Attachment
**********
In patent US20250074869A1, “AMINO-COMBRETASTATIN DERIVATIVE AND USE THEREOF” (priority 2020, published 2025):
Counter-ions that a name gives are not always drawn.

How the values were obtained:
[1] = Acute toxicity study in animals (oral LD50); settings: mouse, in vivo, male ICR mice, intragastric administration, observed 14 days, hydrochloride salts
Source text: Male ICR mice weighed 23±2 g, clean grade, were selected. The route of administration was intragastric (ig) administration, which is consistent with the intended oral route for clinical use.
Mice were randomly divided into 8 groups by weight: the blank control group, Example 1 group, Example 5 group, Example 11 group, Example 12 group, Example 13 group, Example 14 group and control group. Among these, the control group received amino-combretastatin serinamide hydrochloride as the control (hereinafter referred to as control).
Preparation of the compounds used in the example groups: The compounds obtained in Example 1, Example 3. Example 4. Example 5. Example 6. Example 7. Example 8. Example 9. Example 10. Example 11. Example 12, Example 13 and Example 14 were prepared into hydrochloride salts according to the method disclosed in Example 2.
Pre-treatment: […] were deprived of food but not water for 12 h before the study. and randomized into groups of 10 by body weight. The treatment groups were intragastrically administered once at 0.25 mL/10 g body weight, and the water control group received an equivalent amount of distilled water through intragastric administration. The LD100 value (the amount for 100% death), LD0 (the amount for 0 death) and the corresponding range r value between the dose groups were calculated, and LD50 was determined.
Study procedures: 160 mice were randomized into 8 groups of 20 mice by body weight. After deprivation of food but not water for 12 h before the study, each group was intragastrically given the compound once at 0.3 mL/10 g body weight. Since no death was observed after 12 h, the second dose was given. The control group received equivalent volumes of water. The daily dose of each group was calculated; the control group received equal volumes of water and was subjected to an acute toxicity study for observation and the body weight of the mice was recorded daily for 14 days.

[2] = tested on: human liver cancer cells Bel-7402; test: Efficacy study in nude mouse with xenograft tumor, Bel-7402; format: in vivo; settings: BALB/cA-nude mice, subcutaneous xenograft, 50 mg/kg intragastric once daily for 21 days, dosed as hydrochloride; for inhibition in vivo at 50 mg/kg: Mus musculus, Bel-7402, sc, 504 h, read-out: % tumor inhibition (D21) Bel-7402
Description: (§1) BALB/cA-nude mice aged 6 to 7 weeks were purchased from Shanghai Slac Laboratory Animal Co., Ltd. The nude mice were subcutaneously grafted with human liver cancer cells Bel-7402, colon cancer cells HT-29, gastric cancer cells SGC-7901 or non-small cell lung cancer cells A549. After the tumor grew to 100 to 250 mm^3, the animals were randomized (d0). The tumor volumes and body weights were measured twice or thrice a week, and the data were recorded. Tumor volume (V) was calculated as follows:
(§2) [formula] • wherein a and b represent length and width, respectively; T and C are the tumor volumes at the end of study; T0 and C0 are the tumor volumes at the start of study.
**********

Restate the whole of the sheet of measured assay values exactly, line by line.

In patent US20250074869A1, “AMINO-COMBRETASTATIN DERIVATIVE AND USE THEREOF” (priority 2020, published 2025):
Counter-ions that a name gives are not always drawn.

How the values were obtained:
[1] = Acute toxicity study in animals (oral LD50); settings: mouse, in vivo, male ICR mice, intragastric administration, observed 14 days, hydrochloride salts
Source text: Male ICR mice weighed 23±2 g, clean grade, were selected. The route of administration was intragastric (ig) administration, which is consistent with the intended oral route for clinical use.
Mice were randomly divided into 8 groups by weight: the blank control group, Example 1 group, Example 5 group, Example 11 group, Example 12 group, Example 13 group, Example 14 group and control group. Among these, the control group received amino-combretastatin serinamide hydrochloride as the control (hereinafter referred to as control).
Preparation of the compounds used in the example groups: The compounds obtained in Example 1, Example 3. Example 4. Example 5. Example 6. Example 7. Example 8. Example 9. Example 10. Example 11. Example 12, Example 13 and Example 14 were prepared into hydrochloride salts according to the method disclosed in Example 2.
Pre-treatment: […] were deprived of food but not water for 12 h before the study. and randomized into groups of 10 by body weight. The treatment groups were intragastrically administered once at 0.25 mL/10 g body weight, and the water control group received an equivalent amount of distilled water through intragastric administration. The LD100 value (the amount for 100% death), LD0 (the amount for 0 death) and the corresponding range r value between the dose groups were calculated, and LD50 was determined.
Study procedures: 160 mice were randomized into 8 groups of 20 mice by body weight. After deprivation of food but not water for 12 h before the study, each group was intragastrically given the compound once at 0.3 mL/10 g body weight. Since no death was observed after 12 h, the second dose was given. The control group received equivalent volumes of water. The daily dose of each group was calculated; the control group received equal volumes of water and was subjected to an acute toxicity study for observation and the body weight of the mice was recorded daily for 14 days.

[2] = tested on: human liver cancer cells Bel-7402; test: Efficacy study in nude mouse with xenograft tumor, Bel-7402; format: in vivo; settings: BALB/cA-nude mice, subcutaneous xenograft, 50 mg/kg intragastric once daily for 21 days, dosed as hydrochloride; for inhibition in vivo at 50 mg/kg: Mus musculus, Bel-7402, sc, 504 h, read-out: % tumor inhibition (D21) Bel-7402
Description: (§1) BALB/cA-nude mice aged 6 to 7 weeks were purchased from Shanghai Slac Laboratory Animal Co., Ltd. The nude mice were subcutaneously grafted with human liver cancer cells Bel-7402, colon cancer cells HT-29, gastric cancer cells SGC-7901 or non-small cell lung cancer cells A549. After the tumor grew to 100 to 250 mm^3, the animals were randomized (d0). The tumor volumes and body weights were measured twice or thrice a week, and the data were recorded. Tumor volume (V) was calculated as follows:
(§2) [formula] • wherein a and b represent length and width, respectively; T and C are the tumor volumes at the end of study; T0 and C0 are the tumor volumes at the start of study.